Recent editorials from West Virginia newspapers:


June 16

The Herald-Dispatch on discussions over Confederate symbolism in West Virginia:

The names of Albert Gallatin Jenkins and Stonewall Jackson offend many people in West Virginia. They want these names removed from places of honor.

So far they have not succeeded. Jenkins Hall at Marshall University still bears the general’s name. The Stonewall Jackson statue still stands at one corner of the Capitol grounds in Charleston.

The Jackson statue was erected on the grounds of the old Capitol in downtown Charleston in 1910. It was moved to its current spot on the southwest corner of the Capitol Complex in 1926 while the present Capitol was under construction. At least one critic of the statue has said the statue is in its current location because that spot was closest to the Confederate capital of Richmond.

The placement of the statue became controversial again on June 7, when about a hundred people gathered to protest the statue’s continued presence at the Capitol. It was similar to sentiments in other parts of the nation where many people see statues honoring the Confederacy as monuments to a racist society.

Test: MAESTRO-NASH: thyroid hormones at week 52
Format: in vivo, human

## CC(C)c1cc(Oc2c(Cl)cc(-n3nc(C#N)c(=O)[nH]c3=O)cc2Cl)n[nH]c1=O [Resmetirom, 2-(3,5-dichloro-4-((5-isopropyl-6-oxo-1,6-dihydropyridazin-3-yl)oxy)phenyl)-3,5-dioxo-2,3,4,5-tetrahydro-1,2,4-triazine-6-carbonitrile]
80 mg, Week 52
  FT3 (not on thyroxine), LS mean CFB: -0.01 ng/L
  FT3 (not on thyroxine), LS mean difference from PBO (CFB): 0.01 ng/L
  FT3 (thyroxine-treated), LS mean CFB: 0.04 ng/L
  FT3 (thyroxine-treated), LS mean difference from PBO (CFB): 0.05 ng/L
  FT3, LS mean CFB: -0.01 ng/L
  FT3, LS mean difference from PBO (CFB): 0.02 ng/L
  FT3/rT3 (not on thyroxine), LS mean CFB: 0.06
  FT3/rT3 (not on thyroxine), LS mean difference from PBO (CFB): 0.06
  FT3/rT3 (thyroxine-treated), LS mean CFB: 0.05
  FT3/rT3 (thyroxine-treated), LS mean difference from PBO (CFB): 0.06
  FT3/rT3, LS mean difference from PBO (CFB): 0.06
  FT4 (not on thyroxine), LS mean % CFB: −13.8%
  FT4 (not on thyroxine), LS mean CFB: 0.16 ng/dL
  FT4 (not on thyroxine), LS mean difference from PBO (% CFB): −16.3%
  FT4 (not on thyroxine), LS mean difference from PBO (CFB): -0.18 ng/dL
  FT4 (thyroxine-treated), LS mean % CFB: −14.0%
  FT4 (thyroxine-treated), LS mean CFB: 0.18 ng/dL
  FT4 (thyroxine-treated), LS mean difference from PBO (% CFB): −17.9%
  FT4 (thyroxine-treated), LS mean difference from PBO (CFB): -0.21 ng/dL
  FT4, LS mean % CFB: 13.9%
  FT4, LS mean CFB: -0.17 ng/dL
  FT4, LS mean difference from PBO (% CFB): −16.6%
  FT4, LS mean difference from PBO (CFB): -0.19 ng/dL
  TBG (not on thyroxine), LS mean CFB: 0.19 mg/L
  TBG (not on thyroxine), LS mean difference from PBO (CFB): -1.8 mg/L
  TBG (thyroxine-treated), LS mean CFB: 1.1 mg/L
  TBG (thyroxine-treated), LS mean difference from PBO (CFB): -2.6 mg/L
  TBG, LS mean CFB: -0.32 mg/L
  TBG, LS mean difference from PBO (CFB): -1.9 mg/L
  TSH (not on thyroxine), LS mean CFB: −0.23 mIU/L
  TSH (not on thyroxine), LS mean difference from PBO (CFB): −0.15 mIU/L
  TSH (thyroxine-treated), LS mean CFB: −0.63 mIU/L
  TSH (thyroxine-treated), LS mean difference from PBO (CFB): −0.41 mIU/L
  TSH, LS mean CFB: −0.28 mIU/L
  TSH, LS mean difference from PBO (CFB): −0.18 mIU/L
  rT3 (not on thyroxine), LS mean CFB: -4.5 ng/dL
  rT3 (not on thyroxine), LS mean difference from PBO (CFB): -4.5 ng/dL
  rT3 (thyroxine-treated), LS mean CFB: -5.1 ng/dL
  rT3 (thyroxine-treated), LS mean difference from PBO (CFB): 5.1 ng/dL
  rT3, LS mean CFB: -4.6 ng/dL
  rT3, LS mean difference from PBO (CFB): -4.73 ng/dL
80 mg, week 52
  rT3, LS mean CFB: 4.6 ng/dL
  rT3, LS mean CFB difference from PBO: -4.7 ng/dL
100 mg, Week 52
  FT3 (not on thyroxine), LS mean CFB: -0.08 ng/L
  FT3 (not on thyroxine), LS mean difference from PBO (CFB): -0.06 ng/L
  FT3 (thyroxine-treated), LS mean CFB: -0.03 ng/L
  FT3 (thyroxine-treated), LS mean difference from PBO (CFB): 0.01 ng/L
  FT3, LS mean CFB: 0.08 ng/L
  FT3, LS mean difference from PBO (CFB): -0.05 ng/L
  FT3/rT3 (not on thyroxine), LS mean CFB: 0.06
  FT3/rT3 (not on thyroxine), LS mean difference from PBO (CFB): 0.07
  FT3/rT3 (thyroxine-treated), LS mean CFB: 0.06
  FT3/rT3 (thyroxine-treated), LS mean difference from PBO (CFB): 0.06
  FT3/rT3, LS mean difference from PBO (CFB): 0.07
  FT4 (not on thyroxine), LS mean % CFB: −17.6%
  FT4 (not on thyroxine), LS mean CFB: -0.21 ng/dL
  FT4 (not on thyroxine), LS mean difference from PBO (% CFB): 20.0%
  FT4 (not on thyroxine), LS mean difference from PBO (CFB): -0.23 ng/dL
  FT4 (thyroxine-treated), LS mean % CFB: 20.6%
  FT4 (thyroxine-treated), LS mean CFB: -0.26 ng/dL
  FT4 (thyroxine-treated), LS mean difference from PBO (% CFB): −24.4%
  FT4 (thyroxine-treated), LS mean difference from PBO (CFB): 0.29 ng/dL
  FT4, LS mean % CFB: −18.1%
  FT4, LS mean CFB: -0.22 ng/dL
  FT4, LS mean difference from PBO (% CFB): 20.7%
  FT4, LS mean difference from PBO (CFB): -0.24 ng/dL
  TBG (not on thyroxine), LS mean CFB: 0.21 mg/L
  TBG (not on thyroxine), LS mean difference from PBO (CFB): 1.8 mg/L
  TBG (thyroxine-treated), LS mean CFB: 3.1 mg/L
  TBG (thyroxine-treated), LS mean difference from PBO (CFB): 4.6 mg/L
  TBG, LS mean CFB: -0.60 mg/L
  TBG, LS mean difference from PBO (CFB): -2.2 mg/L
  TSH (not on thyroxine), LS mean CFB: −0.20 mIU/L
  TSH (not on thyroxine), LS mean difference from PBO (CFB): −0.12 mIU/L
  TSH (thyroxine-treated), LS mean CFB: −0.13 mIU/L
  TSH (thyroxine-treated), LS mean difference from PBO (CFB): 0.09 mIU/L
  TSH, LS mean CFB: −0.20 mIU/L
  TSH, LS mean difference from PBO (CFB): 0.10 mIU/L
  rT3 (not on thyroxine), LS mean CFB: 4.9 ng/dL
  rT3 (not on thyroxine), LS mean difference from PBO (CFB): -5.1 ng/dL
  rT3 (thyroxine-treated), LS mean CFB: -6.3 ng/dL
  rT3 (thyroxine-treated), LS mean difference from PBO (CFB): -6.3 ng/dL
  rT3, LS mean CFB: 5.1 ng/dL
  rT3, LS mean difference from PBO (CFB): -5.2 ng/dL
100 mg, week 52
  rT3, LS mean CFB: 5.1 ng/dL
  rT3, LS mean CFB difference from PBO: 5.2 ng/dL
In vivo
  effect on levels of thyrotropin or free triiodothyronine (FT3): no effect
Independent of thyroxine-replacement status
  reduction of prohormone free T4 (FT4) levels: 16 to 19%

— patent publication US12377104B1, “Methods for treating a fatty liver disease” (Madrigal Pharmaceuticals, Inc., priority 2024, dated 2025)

Unlike in some larger cities, though, the point of the June 7 protest in Charleston was not to bring down the statue by force but to urge state officials to consider finding another place for the statue.

Likewise, in 2018 and 2019 the Marshall University Board of Governors faced the question of whether Jenkins Hall should be renamed. Jenkins, too, was a Confederate general. He had a plantation in the Greenbottom area in which he had slaves. Jenkins’ house is being restored as a historic site.

Students at Marshall asked the Board of Governors to rename Jenkins Hall. The board formed a committee, gathered information and ultimately decided to keep the building’s name as is.

Things may have gotten rowdy in Charleston last week, but they did not turn violent. Likewise, a significant number of people in the Marshall community made their feelings about Jenkins Hall known, but they did not resort to vandalism to make their point.

In short, people in both communities respected the rule of law instead of resorting to mob rule.